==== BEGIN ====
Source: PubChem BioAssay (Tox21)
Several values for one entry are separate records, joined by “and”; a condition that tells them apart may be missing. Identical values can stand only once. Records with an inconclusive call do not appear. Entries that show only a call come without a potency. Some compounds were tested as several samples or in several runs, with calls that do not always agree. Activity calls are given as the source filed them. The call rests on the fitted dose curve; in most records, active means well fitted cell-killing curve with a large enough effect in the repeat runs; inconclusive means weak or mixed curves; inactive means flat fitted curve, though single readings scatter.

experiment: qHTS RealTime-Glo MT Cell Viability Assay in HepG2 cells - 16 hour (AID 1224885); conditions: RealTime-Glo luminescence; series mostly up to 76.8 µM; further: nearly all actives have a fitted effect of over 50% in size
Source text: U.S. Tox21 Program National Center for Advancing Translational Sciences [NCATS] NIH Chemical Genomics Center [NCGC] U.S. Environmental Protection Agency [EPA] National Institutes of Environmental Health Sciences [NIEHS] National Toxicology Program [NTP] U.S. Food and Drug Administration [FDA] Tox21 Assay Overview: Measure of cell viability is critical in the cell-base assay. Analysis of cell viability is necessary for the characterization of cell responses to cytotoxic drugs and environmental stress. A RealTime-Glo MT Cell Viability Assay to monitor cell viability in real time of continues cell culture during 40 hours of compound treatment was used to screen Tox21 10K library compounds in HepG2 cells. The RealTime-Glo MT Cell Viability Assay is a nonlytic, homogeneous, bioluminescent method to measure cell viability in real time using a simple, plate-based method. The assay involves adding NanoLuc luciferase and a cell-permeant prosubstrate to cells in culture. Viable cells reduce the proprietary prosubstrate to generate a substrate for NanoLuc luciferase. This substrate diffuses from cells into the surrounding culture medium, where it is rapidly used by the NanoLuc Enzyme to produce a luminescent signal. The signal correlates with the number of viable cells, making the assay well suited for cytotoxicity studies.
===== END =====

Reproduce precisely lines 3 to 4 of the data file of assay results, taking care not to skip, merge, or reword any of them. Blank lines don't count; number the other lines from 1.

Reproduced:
experiment: qHTS RealTime-Glo MT Cell Viability Assay in HepG2 cells - 16 hour (AID 1224885); conditions: RealTime-Glo luminescence; series mostly up to 76.8 µM; further: nearly all actives have a fitted effect of over 50% in size
Source text: U.S. Tox21 Program National Center for Advancing Translational Sciences [NCATS] NIH Chemical Genomics Center [NCGC] U.S. Environmental Protection Agency [EPA] National Institutes of Environmental Health Sciences [NIEHS] National Toxicology Program [NTP] U.S. Food and Drug Administration [FDA] Tox21 Assay Overview: Measure of cell viability is critical in the cell-base assay. Analysis of cell viability is necessary for the characterization of cell responses to cytotoxic drugs and environmental stress. A RealTime-Glo MT Cell Viability Assay to monitor cell viability in real time of continues cell culture during 40 hours of compound treatment was used to screen Tox21 10K library compounds in HepG2 cells. The RealTime-Glo MT Cell Viability Assay is a nonlytic, homogeneous, bioluminescent method to measure cell viability in real time using a simple, plate-based method. The assay involves adding NanoLuc luciferase and a cell-permeant prosubstrate to cells in culture. Viable cells reduce the proprietary prosubstrate to generate a substrate for NanoLuc luciferase. This substrate diffuses from cells into the surrounding culture medium, where it is rapidly used by the NanoLuc Enzyme to produce a luminescent signal. The signal correlates with the number of viable cells, making the assay well suited for cytotoxicity studies.